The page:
It is well known that an overload of ROS and free radicals can cause cellular damage by interacting with DNA and lipid molecules. In fact, oxidative stress can lead to the decrease of DNA-binding activities of activator protein-1 and CREB (cyclic AMP-response element-binding protein) which is associated with the reduction of BDNF (brain-derived neurotrophic factor) gene expression, as well as oxidative stress, and can result in impairment of NMDA channel function that is related to the decrease in BDNF gene expression. BDNF is also closely related to learning and memory (4).
BDNF plays a pivotal role in learning and memory as it acts to facilitate synaptic transmission promotes neuronal excitability through synthesis and phosphorylation of synapsin I, which is a nerve terminal phospho-protein involved in neurotransmitter release. Additionally, BDNF maintains gene expression of CREB, which is a transcription factor involved in learning and memory. Simply, we can conclude that there is an interchangeable role between BDNF and CREB where the role of each one depends on the presence of the other.
From this point, studies confirm that treatment with a powerful antioxidant such as liposomal glutathione significantly prevents BDNF reduction, thus avoiding the accompanying cognitive decline that goes with it.
Even though glutathione occurs naturally in many dietary sources including organic fruits and vegetables, cooked meat and fish, Silymarin and whey protein, it isn’t necessarily effective at raising blood glutathione levels. The tripeptide chemical nature of glutathione means that it is hydrolyzed rapidly by intestinal and hepatic gamma-glutamyltransferase, which hampers it from reaching clinically effective levels in the blood and reaching the cells that need it most. However, taking a liposomal form of glutathione protects the delivered active substance from degradation before reaching the site of action.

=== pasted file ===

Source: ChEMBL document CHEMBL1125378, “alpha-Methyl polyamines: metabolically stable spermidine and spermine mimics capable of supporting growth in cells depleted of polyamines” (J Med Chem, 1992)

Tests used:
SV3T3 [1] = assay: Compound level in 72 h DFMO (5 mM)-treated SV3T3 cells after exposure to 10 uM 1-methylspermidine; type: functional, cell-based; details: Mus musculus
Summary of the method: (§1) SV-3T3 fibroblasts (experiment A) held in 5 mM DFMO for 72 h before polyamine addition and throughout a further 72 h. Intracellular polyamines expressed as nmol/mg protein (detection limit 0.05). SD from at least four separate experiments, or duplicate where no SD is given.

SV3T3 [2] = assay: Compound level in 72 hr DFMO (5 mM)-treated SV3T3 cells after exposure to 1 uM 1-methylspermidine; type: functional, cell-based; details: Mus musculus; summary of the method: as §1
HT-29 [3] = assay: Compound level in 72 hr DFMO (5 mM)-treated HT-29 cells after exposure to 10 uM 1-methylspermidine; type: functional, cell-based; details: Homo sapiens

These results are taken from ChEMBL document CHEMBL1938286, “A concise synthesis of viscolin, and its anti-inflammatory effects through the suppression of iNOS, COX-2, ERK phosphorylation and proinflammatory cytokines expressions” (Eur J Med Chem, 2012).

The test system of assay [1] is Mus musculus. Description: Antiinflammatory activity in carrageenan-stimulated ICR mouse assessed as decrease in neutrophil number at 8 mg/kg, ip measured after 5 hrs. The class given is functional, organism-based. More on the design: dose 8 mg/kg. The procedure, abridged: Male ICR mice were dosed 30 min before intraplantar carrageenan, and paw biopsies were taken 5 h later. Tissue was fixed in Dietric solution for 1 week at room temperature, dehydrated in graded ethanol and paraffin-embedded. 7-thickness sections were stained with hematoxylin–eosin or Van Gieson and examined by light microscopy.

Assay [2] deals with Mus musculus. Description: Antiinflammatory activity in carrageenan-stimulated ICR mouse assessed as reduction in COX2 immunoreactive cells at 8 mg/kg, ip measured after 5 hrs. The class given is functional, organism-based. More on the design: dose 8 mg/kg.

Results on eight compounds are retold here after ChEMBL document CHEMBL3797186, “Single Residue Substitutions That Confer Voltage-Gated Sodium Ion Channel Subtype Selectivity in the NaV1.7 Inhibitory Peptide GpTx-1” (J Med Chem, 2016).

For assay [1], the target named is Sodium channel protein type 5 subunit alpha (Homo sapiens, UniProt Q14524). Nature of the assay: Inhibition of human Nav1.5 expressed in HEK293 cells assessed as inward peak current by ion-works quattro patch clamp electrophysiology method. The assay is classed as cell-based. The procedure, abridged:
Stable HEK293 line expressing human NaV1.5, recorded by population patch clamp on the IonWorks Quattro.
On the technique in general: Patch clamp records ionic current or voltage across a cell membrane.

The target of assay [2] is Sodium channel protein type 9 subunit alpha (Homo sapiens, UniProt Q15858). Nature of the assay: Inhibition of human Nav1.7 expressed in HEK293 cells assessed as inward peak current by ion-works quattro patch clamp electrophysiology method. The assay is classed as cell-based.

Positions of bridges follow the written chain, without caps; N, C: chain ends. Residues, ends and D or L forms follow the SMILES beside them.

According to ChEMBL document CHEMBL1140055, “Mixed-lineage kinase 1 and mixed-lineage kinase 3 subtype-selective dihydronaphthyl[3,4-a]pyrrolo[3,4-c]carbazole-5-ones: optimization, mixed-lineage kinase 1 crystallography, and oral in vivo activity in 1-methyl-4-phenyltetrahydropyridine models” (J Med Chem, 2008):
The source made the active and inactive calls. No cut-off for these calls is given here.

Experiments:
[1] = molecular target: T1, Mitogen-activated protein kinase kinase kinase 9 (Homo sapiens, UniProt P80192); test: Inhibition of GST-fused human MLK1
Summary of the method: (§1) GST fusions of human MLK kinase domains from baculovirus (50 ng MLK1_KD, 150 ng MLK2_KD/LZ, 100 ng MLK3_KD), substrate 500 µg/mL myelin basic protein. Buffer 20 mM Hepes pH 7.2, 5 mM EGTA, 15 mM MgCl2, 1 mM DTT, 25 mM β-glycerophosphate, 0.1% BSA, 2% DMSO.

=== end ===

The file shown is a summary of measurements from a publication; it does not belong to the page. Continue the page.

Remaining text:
Furthermore, liposomal encapsulation technology (LET) also ensures that glutathione can more easily cross the blood-brain barrier which means more glutathione reaches the brain resulting in higher antioxidant effects in the body.
From my personal experience with several glutathione supplements, I prefer Amandean’s Premium Reduced Liposomal Glutathione over other brands, which comes in a 4oz bottle and offers the best bioavailability on the market. Amandean’s product is made with optimally-sized liposomes for maximum absorbancy and is perfect for consumers looking for a product made with clean ingredients they can trust. Amandean’s glutathione is also non-GMO, soy-free, sugar-free, vegan, gluten-free, and is manufactured at a cGMP certified facility without the use of high heat or solvents.
Moreover, I really like the taste! Although Amandean recommends mixing a 1 Teaspoon (5 Milliliters) into water or juice to mask any bitter taste, I take a spoonful on its own every morning and quite enjoy it.
As with all aspects of maintaining good health, a balanced lifestyle is key. A proper diet with an emphasis on fresh foods as well as getting consistent, continuous deep sleeps play a significant role in helping us to maintain a sharp memory. A premium glutathione supplement can also help to enhance sleep quality, which further supports its role in positively affecting memory. In addition, maintaining mental flexibility by undertaking mentally challenging activities on a regular basis, such as learning a new language, can be very helpful.
J. Dominguez, L., & Barbagallo, M. (2016). Dietary Approaches and Supplements in the Prevention of Cognitive Decline and Alzheimer's Disease. Current Pharmaceutical Design, 22(6), 688-700. doi: 10.2174/1381612822666151204000733
Almaguer-Melian, W., Cruz-Aguado, R., & Bergado, J. (2000). Synaptic plasticity is impaired in rats with a low glutathione content. Synapse, 38(4), 369-374. doi: 10.1002/1098-2396(20001215)38:4<369::aid-syn1>3.0.co;2-q
Schulz, J., Lindenau, J., Seyfried, J., & Dichgans, J. (2000). Glutathione, oxidative stress and neurodegeneration. European Journal Of Biochemistry, 267(16), 4904-4911. doi: 10.1046/j.1432-1327.2000.01595.x
Wu, A., Ying, Z., & Gomez-Pinilla, F. (2004). The interplay between oxidative stress and brain-derived neurotrophic factor modulates the outcome of a saturated fat diet on synaptic plasticity and cognition. European Journal Of Neuroscience, 19(7), 1699-1707. doi: 10.1111/j.1460-9568.2004.03246.x